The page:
Missing

Strange Maps

86 - A Map of Germany's Euroregions


saxat.GIF
 

It seems impossible to find an online map showing all of the European Union’s so-called Euroregions. Why doesn’t the EU showcase these transnational regions, conceived to promote economic development and cultural understanding among neighbours that too often in the past have been strangers or enemies? Maybe because the concept is too utopian, or the results are just too plain boring?
 

A ‘Euroregion’ should not be confused with a ‘European region’. A Euroregion (sometimes also called ‘Euregion’ or even ‘Europaregion’) is a structure for cooperation between at least two different European countries, mainly but not exclusively EU member states – but in any case international. A European region is the official description of the governmental level immediately below that of national sovereignty and therefore necessarily intranational – e.g. the Bundesländer that make up the Federal Republic of Germany.
 

Many if not most EU citizens reside in a Euroregion, yet they probably would be hard-pressed to name theirs. One main reason for this is that Euroregions tend to bind together areas that are historically, culturally and economically distinct and don’t share much more than a border. This might a deliberate attempt to create a new European structure other than that of the old nation-states, which proved so destructive over the course of two World Wars.
Conversely, great pains seem to have been taken to avoid setting up transnational regions that might re-awaken lingering conflicts or re-ignite irredentist claims. For example, there is no ‘Basque Euroregion’. In fact, the only Spanish-French Euroregion includes just about every border region except the Basque areas of both countries.
 

This deliberate artificiality is reminiscent of the way the French Revolution did away with the established regions of France in an attempt to create a unitary, centralised state: by breaking the handful of ancient provinces up into almost a hundred small départements which stressed geographic features rather than historical references.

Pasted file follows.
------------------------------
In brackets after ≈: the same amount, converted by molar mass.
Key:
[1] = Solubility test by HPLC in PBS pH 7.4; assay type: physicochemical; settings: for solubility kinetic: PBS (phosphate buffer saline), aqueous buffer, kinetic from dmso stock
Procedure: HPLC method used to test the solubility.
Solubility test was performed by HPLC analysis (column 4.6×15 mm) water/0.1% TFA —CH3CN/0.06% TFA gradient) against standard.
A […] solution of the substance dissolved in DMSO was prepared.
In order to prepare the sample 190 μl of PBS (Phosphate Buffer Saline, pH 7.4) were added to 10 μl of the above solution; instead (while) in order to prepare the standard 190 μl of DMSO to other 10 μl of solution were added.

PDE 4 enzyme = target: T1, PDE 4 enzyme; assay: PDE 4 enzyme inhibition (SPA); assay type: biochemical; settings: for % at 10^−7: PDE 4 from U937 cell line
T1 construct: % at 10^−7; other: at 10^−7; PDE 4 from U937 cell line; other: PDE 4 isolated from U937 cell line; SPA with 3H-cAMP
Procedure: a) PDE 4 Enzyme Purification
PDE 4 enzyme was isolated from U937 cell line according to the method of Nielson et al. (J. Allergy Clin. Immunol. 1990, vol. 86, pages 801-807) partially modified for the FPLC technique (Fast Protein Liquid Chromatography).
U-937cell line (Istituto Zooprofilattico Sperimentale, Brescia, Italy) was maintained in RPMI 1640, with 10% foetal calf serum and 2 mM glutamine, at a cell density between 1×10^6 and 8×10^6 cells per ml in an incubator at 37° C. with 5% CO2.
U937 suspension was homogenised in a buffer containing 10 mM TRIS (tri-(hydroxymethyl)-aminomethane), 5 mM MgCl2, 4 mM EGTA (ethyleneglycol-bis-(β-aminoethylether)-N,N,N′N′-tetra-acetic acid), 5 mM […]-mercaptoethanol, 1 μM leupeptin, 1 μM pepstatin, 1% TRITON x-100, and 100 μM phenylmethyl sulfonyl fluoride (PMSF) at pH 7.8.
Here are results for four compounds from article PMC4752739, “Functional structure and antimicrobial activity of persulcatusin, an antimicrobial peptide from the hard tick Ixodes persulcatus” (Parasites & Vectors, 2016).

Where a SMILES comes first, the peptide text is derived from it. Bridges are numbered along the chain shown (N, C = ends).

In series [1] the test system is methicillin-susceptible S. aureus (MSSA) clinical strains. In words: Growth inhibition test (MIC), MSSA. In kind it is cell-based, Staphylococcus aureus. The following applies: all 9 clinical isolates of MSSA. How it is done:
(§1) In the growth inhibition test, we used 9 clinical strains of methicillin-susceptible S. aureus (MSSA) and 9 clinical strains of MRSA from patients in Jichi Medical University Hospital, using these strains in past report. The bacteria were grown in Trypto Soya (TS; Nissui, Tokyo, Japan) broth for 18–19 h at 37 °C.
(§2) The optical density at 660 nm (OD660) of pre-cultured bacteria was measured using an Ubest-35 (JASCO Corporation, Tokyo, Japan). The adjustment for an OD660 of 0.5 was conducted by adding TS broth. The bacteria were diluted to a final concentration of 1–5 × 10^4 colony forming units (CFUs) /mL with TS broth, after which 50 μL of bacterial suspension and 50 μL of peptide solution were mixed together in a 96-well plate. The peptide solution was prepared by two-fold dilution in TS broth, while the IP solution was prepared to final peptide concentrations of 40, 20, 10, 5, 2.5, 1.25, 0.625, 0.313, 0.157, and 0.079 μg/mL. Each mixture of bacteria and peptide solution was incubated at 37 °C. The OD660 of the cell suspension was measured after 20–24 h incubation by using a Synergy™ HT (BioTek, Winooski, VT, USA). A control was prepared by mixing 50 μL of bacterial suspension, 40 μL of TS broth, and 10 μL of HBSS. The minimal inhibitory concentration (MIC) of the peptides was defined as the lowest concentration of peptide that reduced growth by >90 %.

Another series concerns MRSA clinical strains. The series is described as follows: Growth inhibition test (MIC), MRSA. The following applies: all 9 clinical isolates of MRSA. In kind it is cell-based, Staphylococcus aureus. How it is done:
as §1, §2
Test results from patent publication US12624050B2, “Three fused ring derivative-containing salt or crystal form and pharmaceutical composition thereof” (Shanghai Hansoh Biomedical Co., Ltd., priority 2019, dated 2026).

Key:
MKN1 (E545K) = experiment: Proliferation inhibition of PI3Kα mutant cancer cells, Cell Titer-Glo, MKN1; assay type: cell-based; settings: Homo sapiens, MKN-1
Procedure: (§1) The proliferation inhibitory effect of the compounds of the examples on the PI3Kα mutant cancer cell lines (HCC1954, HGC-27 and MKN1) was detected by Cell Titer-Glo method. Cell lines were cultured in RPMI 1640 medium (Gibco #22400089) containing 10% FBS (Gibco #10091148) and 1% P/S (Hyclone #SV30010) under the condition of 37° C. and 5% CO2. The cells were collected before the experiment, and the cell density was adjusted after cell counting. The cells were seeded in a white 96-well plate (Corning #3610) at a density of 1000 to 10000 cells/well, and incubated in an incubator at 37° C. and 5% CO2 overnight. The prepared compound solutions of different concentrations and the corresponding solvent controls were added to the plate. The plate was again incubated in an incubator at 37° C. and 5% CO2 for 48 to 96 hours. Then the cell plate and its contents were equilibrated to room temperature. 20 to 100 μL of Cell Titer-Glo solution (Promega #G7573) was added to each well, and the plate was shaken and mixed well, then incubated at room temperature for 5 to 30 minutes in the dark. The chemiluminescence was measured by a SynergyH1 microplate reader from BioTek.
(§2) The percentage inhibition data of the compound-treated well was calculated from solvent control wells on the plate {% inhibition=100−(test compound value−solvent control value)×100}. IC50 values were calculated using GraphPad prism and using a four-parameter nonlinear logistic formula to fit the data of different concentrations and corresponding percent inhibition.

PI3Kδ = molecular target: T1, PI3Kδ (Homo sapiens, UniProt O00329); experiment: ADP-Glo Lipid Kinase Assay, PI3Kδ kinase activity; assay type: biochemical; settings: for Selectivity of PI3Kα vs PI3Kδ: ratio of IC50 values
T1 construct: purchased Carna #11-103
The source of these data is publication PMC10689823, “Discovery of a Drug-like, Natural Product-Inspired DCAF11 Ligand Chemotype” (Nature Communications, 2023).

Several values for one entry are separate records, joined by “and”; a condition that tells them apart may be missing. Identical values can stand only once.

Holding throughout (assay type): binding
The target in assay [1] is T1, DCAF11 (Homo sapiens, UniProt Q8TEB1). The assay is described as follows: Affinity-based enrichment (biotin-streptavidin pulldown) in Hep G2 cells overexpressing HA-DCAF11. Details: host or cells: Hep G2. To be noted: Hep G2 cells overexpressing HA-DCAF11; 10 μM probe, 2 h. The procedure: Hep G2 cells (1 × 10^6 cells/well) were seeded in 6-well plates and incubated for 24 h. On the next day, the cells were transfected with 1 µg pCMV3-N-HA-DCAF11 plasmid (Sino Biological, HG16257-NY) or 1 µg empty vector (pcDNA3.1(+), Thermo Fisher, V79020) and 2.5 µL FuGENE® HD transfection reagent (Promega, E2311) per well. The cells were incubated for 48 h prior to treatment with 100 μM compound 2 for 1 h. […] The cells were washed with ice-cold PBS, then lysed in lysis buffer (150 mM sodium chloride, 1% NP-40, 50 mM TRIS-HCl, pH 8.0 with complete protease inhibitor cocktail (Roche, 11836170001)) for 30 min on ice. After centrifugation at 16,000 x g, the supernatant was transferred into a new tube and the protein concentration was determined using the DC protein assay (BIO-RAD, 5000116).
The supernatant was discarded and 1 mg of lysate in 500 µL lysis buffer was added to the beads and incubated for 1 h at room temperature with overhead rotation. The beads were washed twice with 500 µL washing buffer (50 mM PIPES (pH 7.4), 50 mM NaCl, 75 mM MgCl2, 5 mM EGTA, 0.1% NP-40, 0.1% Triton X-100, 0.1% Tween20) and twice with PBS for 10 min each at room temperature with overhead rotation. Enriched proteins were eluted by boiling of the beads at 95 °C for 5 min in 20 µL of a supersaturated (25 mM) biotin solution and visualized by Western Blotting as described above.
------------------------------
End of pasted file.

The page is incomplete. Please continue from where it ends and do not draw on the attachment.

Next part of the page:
So Euroregions shouldn’t be considered ‘statelets in waiting’. They have no exclusive legislative, judicial or executive powers. At most, they share a permanent secretariat and a small staff, pooling the local and regional powers they were given in each constituent region’s national context for the common good.
 

Which could be something like cross-border police coordination and cooperation. Doubtlessly very useful, but also quite mundane – rendering Euroregions invisible to all but those directly involved in their workings. This is a nice map I found showing all the Euroregions Germany shares with its many neighbours… And at the same time demonstrating the peculiar EU penchant for naming stuff in a way reminiscent of maladroit Soviet acronyms. Anyone able to offer up some more information on the history or function of these specific Euroregions or able to provide a map of all the Euroregions in the EU, please do!
 

Clockwise, from the top (with abbreviations for the other than German participating countries between brackets):

Region Schleswig-Sonderjylland (DK)
Fyns Amt-K.E.R.N. (DK)
Storstroms Amt-Ostholstein/Lübeckb (DK)
Pomerania (SE, PL)
Proeurop Aviadrina (PL)
Spree-Neisse Bober (PL)
Neisse (PL, CZ)
Elbe-Labe (CZ)
Erzgebirge/Krasnokori (CZ)
Egrensis (CZ)
Bayerischer Wald/Böhmischer Wald/Unterer Inn (CZ, A)
Inn-Salzach (A)
Salzburg- Berchtesgadener Land –Traunstein (A)
Inntal (A)
Zugspitze/Wetterstein-Karwendel (A)
Via Salina (A)
Bodensee (A, CH, LI)
Trirhena (CH, F)
Centre (F)
Pamina (F)
Saar-Moselle-Avenir (F)
Saar Lor Lux Rhein (F, L, B)
Maas-Rhein (B, NL)
Rhein-Maas-Nord (NL)
Rhein-Waal (NL)
Euregio (NL)
Ems-Dollart (NL)

Die Watteninseln (NL)

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